Prevailing Wage and Apprenticeship
Along with all the other benefits of a registered apprenticeship program, apprentices in a bona fide registered apprenticeship program are not subject to prevailing wage determinations on public projects. Instead, their wages are governed by their apprenticeship agreements. As such, they can be paid the wages listed in their apprenticeship agreements so long as they are performing work under those agreements and being supervised properly as also governed in the agreements.
On State Projects
Journeyworkers and unlicensed registered electricians will need to be paid the prevailing wage rate. Individuals registered with ETN of MN will be paid the rate as specified in their apprenticeship agreement. Most local projects will be handled this way, but be certain to consult the contract for any other provisions.
On Federal Projects
Journeyworkers and unlicensed registered electricians will need to be paid the prevailing wage rate. Individuals registered with ETN of MN will need to be paid the percentage listed in their agreement of the federal base rate or the agreement base rate, whichever is higher. If the apprenticeship agreement is silent as to fringe benefits, the apprentice must be paid the fringe package listed on the federal wage determination. Otherwise, Federal Department of Labor will enforce any benefit plan listed in the apprenticeship agreement.
It is very important to maintain appropriate ratios and supervision of your apprentices. Improperly supervised apprentices will require full prevailing wage payment. Keep this in mind when sending workers out on errands.
How Do I Pay My Workers Subject to Prevailing Wage?
For payment of your workers that must be paid the prevailing wage rate, the prevailing wage certification/determination is key. On the certification, you will find a base rate, fringe rate, and total rate listed. A worker can be paid any combination of base and fringe as long as it equals the total rate. Fringe benefits include an employer’s contribution to health and welfare benefits, pension and 401K benefits, paid leave, and apprenticeship costs. If payments are not going to a 3rd party administrator, the benefits must be communicated to the workers in writing and this document must be an enforceable commitment to provide promised benefits.
Where Do I Find the Prevailing Wage Rates?
The wage rates should be incorporated into the advertisement specifications. The contracting authority is required to include the prevailing wage rates. If you are a subcontractor, the contractor that hired you should provide you with the rates. If they don’t, ask for them. Do not go to DLI’s website for wage rates. Wage rates change, and some design/build projects may have wage certifications from previous years as a contract requirement. Always go to the contract for the appropriate rates.
Special Prevailing Wage Overtime Provisions
There are additional overtime requirements on a state prevailing wage project. Overtime is paid on time and a half the base listed on the certification, plus the fringe rate for every hour work. This is a bit different than time and a half regular rate of pay for the week that the Federal Fair Labor Standards Act requires. Overtime must be paid after 40 hours per week or 8 hours per day. This means that if an individual works one 10 hour day they must be paid 2 hours overtime, even if they don’t exceed 40 hour per week.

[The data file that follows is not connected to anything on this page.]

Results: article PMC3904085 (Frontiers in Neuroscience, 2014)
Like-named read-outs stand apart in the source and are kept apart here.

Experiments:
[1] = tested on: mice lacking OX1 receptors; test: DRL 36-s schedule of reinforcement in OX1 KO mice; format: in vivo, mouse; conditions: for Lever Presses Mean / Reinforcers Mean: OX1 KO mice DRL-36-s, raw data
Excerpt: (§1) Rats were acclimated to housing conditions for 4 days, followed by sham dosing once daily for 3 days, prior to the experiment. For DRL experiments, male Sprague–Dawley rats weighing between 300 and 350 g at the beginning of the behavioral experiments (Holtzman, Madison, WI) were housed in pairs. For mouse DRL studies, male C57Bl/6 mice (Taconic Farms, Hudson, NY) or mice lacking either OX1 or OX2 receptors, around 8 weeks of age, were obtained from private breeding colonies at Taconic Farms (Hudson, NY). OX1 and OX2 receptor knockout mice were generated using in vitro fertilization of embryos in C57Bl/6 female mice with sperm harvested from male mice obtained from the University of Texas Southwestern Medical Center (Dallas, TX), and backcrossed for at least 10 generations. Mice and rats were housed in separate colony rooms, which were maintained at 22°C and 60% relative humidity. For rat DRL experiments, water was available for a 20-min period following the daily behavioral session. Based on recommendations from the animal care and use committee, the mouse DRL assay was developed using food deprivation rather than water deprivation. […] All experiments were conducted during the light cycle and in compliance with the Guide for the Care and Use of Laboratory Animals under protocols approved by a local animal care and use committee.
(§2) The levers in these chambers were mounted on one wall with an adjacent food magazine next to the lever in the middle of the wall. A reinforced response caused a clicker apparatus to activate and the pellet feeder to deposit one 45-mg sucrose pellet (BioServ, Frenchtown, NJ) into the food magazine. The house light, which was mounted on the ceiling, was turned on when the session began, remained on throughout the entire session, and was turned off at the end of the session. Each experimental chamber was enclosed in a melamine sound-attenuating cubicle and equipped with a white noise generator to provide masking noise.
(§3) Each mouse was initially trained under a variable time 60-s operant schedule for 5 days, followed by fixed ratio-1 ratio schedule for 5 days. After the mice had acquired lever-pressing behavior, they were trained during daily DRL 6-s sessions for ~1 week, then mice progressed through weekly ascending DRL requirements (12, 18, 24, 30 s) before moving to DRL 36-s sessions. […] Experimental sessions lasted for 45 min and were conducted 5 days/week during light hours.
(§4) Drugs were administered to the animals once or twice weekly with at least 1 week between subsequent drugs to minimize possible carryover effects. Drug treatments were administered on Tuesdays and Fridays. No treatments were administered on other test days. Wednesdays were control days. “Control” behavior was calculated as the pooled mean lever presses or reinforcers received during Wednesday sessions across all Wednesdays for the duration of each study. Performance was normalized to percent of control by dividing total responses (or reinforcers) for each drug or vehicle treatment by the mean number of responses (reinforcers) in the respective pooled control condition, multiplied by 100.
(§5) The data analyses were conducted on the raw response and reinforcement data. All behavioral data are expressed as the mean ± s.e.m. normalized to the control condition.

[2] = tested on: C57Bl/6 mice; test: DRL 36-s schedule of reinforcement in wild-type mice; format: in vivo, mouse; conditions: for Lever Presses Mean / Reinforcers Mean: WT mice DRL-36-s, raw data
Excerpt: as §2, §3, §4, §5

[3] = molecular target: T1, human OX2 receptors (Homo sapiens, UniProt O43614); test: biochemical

If an individual is working both long days and long weeks, determine the amount of overtime required using the 8 hour rule, and the amount of overtime required using the 40 hour rule. Pay the amount that is most beneficial to the worker. No pyramiding of overtime is required.
Federal prevailing wage requires overtime after 40 hours worked in a week, but does not require overtime for long days.
How do I Submit Certified Payroll?
Regarding the submission of certified payroll, list all workers on the project, even owners and apprentices. Owners must be paid at minimum the prevailing wage. Unlicensed registered electricians must be paid the prevailing wage. ETN of MN participants must be paid as previously discussed. Apprenticeship standards will be enforced. If the apprenticeship agreement is silent as to fringe, the full fringe on the Federal Certification must be paid. The base may also be changed to federal certification if it is higher than the base on the original apprenticeship agreement.
List their daily hours and the wages paid. List the amount paid into the fringe programs, and their standard deductions. On the second page called the certification of compliance there is opportunity to further explain fringe packages and provide 3rd party administrator contact information. The certified payroll should be submitted by an officer or owner of the company. It is very important to be complete and truthful on the submission of certified payroll. Incomplete or erroneous submissions could lead to time consuming audit and potential violations. Information that is submitted and determined to be fraudulent could lead to penalties and even criminal charges.
The Electrical Association is Here to Help!
We understands that prevailing wage can be complicated and difficult to maneuver especially on your first few projects. Sometimes even contracting authorities are confused about requirements. We do have a consulting package for members that need assistance. Ideally, the best time of guidance is before you enter into a contract so you can bid appropriately. We will also provide additional guidance to any members currently participating in ETN of MN regarding how to best utilize their apprenticeship program and stay in compliance.
Need help with Prevailing Wage?
We provide customized consulting services to meet your needs. Please contact Michelle Dreier
for pricing. (612) 252-2186 or (800) 829-6117